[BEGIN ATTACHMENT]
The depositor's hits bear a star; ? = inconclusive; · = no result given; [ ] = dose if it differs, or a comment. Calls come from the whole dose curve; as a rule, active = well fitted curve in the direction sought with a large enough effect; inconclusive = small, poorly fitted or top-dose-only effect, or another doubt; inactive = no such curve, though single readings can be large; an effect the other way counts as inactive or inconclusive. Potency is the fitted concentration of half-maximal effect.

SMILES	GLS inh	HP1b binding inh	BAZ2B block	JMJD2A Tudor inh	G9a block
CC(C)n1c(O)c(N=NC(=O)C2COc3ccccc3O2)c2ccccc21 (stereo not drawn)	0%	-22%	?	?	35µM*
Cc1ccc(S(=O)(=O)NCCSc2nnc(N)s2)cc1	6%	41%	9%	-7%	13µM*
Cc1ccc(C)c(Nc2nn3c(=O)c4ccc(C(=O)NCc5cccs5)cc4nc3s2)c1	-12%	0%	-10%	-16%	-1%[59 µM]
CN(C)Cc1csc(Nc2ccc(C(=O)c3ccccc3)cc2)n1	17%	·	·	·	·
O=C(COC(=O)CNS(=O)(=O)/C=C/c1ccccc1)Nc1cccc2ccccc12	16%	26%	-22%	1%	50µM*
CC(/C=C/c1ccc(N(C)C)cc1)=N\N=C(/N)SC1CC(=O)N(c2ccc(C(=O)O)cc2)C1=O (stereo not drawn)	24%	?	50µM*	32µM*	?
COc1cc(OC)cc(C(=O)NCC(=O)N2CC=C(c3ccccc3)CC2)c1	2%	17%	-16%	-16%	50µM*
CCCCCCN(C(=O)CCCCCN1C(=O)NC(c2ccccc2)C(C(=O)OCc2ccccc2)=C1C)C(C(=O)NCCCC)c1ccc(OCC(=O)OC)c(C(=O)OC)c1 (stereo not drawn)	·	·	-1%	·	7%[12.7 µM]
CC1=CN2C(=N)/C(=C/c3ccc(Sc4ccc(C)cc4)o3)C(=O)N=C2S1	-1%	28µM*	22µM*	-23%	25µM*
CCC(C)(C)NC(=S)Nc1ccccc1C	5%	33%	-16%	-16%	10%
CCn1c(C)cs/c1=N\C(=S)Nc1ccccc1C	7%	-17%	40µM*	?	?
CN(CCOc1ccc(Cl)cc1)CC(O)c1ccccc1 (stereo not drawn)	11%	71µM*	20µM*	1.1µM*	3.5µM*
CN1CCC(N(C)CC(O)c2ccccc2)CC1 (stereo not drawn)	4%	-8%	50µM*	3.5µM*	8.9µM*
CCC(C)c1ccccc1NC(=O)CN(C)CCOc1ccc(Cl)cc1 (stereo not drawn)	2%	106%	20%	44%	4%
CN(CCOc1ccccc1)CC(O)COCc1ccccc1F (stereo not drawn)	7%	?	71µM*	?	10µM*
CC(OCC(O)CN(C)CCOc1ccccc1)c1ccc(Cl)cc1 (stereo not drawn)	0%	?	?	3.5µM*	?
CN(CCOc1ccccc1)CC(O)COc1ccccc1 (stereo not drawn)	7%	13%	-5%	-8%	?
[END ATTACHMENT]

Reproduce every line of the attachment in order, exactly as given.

The depositor's hits bear a star; ? = inconclusive; · = no result given; [ ] = dose if it differs, or a comment. Calls come from the whole dose curve; as a rule, active = well fitted curve in the direction sought with a large enough effect; inconclusive = small, poorly fitted or top-dose-only effect, or another doubt; inactive = no such curve, though single readings can be large; an effect the other way counts as inactive or inconclusive. Potency is the fitted concentration of half-maximal effect.

SMILES	GLS inh	HP1b binding inh	BAZ2B block	JMJD2A Tudor inh	G9a block
CC(C)n1c(O)c(N=NC(=O)C2COc3ccccc3O2)c2ccccc21 (stereo not drawn)	0%	-22%	?	?	35µM*
Cc1ccc(S(=O)(=O)NCCSc2nnc(N)s2)cc1	6%	41%	9%	-7%	13µM*
Cc1ccc(C)c(Nc2nn3c(=O)c4ccc(C(=O)NCc5cccs5)cc4nc3s2)c1	-12%	0%	-10%	-16%	-1%[59 µM]
CN(C)Cc1csc(Nc2ccc(C(=O)c3ccccc3)cc2)n1	17%	·	·	·	·
O=C(COC(=O)CNS(=O)(=O)/C=C/c1ccccc1)Nc1cccc2ccccc12	16%	26%	-22%	1%	50µM*
CC(/C=C/c1ccc(N(C)C)cc1)=N\N=C(/N)SC1CC(=O)N(c2ccc(C(=O)O)cc2)C1=O (stereo not drawn)	24%	?	50µM*	32µM*	?
COc1cc(OC)cc(C(=O)NCC(=O)N2CC=C(c3ccccc3)CC2)c1	2%	17%	-16%	-16%	50µM*
CCCCCCN(C(=O)CCCCCN1C(=O)NC(c2ccccc2)C(C(=O)OCc2ccccc2)=C1C)C(C(=O)NCCCC)c1ccc(OCC(=O)OC)c(C(=O)OC)c1 (stereo not drawn)	·	·	-1%	·	7%[12.7 µM]
CC1=CN2C(=N)/C(=C/c3ccc(Sc4ccc(C)cc4)o3)C(=O)N=C2S1	-1%	28µM*	22µM*	-23%	25µM*
CCC(C)(C)NC(=S)Nc1ccccc1C	5%	33%	-16%	-16%	10%
CCn1c(C)cs/c1=N\C(=S)Nc1ccccc1C	7%	-17%	40µM*	?	?
CN(CCOc1ccc(Cl)cc1)CC(O)c1ccccc1 (stereo not drawn)	11%	71µM*	20µM*	1.1µM*	3.5µM*
CN1CCC(N(C)CC(O)c2ccccc2)CC1 (stereo not drawn)	4%	-8%	50µM*	3.5µM*	8.9µM*
CCC(C)c1ccccc1NC(=O)CN(C)CCOc1ccc(Cl)cc1 (stereo not drawn)	2%	106%	20%	44%	4%
CN(CCOc1ccccc1)CC(O)COCc1ccccc1F (stereo not drawn)	7%	?	71µM*	?	10µM*
CC(OCC(O)CN(C)CCOc1ccccc1)c1ccc(Cl)cc1 (stereo not drawn)	0%	?	?	3.5µM*	?
CN(CCOc1ccccc1)CC(O)COc1ccccc1 (stereo not drawn)	7%	13%	-5%	-8%	?